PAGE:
Anyway, I took three weeks, probably from 10AM-3PM everyday (very distracted) did the practice questions, listened to the lectures... blah blah blah and I took the Audit test. After I walked out I was like WOAH, I failed for sure. Then I started studying for BEC. A few weeks later, I found out I got a 74% on my audit test. (You need a 75% to pass). sooo lame. So I hurried up and signed up for it again so it was "fresh in my mind"... then I took BEC the day before the fourth of July, and took a week off and Joram and I drove to California where he left me in California all by myself! I started work that week, and I took AUDIT again for the second time after 2 weeks of working.. My thinking was that I got a 74% the first time, so I just had to study a bit more and I'd be fine. I DIDN'T STUDY THAT WELL (obviously) and got a SECOND 74%!!!!!!!! It was torture. I cried and cried and cried being THAT close to passing it, but missing it by one point both times... soooo sad. On a brighter note, I passed BEC with a 86% so that was good! 1/4 of the way done! By then it was September!
I decided to start studying for FAR after that (the longest one) Especially while working, and I was travelling back and forth from Utah to see Joram and work trips, I didn't have much time to study. It took me about 8 solid hours on average to get through a chapter and FAR had 10 chapters.. and if I took too long in between, I would forget details, and have to re-study/memorize/learn it. Anyway, I decided to take it in October! October was fast approaching, and I didn't feel ready for it at all... but November was my busy season, and December was a closed month, and I would be with family a lot, and I had to take REG in Janurary before my Notice to schedule expired. Sooo... after I rushed through the material, and not feeling confident at all, I took FAR and found out weeks later that I got a 72%....... so close yet so incredibly far.
Now November. Busy season filled up all my time and weekends in November, and then Joram and I got engaged.. and after that, I started studying for REG. I took almost all weekends in December (closed month) to study. By this point, I had taken 4 tests, and only passed once. So I decided that something needed to change. If getting my CPA was something I actually wanted, I needed to put in the time. I took REG in January and passed with a 95%!!! I think I was paranoid at that point and studied way TOO much haha.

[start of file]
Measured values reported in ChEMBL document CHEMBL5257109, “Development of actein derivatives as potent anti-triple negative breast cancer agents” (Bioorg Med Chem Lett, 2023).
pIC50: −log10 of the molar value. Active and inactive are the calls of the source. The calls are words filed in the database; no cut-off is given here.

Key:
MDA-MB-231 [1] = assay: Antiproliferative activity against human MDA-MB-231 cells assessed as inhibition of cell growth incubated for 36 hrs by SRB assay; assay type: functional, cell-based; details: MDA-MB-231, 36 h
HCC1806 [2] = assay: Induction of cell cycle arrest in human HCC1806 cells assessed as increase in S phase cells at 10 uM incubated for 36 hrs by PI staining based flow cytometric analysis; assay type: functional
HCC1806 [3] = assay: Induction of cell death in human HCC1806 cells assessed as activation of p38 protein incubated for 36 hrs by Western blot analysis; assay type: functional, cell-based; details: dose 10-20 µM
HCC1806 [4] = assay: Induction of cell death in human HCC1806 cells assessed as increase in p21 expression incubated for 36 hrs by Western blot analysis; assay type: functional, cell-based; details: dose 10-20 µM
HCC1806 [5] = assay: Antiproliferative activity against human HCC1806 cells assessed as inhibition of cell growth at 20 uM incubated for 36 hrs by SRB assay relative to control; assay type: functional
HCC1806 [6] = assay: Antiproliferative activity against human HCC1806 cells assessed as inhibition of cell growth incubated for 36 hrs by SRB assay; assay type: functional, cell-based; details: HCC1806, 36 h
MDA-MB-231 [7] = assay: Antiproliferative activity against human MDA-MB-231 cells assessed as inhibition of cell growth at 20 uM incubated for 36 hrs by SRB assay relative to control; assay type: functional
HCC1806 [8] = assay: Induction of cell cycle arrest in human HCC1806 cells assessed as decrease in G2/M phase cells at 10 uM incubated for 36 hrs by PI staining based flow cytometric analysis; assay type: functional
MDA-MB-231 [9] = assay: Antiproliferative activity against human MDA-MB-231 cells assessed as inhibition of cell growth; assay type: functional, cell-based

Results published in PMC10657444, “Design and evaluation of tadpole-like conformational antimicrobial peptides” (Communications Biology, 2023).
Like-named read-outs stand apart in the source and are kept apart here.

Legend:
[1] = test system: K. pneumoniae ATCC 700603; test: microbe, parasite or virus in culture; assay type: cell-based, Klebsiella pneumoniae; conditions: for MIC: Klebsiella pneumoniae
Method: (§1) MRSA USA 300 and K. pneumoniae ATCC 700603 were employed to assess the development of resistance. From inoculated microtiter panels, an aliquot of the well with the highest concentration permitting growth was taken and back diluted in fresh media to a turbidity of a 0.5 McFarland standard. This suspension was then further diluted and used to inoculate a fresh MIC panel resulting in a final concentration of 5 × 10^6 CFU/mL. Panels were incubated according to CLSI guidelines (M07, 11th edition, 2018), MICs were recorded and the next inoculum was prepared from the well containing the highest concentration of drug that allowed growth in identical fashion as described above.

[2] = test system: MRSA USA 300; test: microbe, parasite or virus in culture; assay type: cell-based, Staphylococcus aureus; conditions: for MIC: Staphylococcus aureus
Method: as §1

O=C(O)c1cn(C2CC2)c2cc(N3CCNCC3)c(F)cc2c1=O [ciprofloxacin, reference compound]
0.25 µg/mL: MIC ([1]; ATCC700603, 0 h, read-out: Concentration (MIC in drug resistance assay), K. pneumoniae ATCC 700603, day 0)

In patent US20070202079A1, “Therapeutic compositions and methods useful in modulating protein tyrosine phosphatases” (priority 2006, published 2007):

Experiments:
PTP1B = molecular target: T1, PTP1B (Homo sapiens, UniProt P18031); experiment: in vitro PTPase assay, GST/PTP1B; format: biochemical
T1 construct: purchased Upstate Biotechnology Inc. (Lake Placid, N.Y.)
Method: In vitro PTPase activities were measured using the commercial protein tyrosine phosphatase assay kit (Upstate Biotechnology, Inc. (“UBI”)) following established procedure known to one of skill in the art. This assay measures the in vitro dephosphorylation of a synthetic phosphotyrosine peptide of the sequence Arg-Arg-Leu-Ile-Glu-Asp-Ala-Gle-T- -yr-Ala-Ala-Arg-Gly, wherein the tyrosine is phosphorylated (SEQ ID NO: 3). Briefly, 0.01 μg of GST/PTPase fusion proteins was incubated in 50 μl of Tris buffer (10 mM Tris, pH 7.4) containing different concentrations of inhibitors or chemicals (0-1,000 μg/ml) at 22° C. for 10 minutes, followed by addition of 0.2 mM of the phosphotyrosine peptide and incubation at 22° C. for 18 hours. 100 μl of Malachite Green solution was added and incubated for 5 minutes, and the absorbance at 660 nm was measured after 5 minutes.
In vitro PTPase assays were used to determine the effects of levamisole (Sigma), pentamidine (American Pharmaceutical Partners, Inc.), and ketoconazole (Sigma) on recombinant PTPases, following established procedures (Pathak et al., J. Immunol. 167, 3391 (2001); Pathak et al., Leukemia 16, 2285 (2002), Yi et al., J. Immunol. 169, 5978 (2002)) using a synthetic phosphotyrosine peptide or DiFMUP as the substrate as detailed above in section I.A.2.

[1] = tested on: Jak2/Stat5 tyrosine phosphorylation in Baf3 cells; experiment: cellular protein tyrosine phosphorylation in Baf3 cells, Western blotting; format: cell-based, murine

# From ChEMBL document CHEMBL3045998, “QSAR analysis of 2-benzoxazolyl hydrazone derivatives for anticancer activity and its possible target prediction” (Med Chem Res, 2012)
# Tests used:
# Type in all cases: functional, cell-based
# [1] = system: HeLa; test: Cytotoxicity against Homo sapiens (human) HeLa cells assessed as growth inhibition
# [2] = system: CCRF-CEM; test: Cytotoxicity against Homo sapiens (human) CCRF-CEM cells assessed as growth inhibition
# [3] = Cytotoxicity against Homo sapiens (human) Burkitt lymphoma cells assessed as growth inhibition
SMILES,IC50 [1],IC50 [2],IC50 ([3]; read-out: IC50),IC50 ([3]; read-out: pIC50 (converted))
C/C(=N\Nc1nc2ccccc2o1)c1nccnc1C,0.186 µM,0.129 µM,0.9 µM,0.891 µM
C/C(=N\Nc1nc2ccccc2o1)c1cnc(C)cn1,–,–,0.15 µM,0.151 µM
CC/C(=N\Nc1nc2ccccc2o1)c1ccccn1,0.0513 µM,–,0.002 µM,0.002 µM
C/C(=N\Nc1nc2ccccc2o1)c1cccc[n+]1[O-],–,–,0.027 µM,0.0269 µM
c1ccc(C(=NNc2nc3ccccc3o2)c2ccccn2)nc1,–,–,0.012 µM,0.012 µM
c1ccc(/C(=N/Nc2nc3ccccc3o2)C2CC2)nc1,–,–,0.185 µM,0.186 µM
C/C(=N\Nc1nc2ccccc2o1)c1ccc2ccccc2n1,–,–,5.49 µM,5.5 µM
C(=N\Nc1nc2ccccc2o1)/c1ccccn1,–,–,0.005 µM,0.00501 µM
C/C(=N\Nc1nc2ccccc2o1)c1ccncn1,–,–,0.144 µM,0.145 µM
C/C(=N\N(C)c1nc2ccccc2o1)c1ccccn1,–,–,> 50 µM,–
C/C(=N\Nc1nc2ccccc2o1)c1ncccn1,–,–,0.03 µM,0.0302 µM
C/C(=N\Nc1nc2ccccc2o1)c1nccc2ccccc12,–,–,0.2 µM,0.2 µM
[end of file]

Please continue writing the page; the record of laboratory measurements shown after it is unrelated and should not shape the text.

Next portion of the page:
After I passed REG, I was half way done, and I had a wedding in two months. I decided to take those two months, plan my wedding, spend time at the gym (lol), and enjoy them while not worrying about the CPA. We got married in March, went on our honeymoon, bought a car, moved in together in a new area, and I began studying AGAIN.
Now it was tricky - at EY, if you pass all four of the CPA tests within a year of your start date, you get a $5,000 bonus. That left me with two months to take the two hardest tests. (June was a closed month) if I wanted the bonus... which obviously I did.
So our first two months of marriage were prettttyyyy boring. My one and only client at work was going through a huge transaction, so I was working 12+ hours on most days, and several weekends. My husband has to be in San Francisco by 6:30AM every day because he deals with stocks, and is on the New York Market timing... which meant he was waking up at about 5:30AM. SO, because I wanted the bonus, I had two months to take my two hardest tests. I woke up at 5:30AM everyday with my husband, and I went to work at the same time he did. Luckily I'm a morning person - so this part wasn't too bad. Plus I wanted SOME time with him so I didn't study nights, not that I had too much time to study nights getting home past 8PM. I would get to the office around 6:15AM and then study til about 9AM on days where I didn't have something urgent at work that I needed to finish first.
Let me tell you. Those two months were very hard for me. I was in busy season, working long hours, and on top of that, all of my free time (mornings and weekends) went to studying. I normally go to the gym in the morning, and as stupid as this sounds... not only was I exhausted but I felt so fat and just gross. My whole life was accounting. I ended up deleting all social media apps to not torture myself with watching everyone doing fun things. I took Audit at the end of April after studying three weeks, and I took FAR a month later on the absolute last day possible for me to get my bonus (May 30th). I month later I found out I passed Audit with a 90% and Far with an 80%. Hallelujah!! I passed all of them... it was seriously, one of the best feelings ever. I FINALLY had time after work where I could come home and just RELAX without thinking in the back of my mind which chapters I should be studying.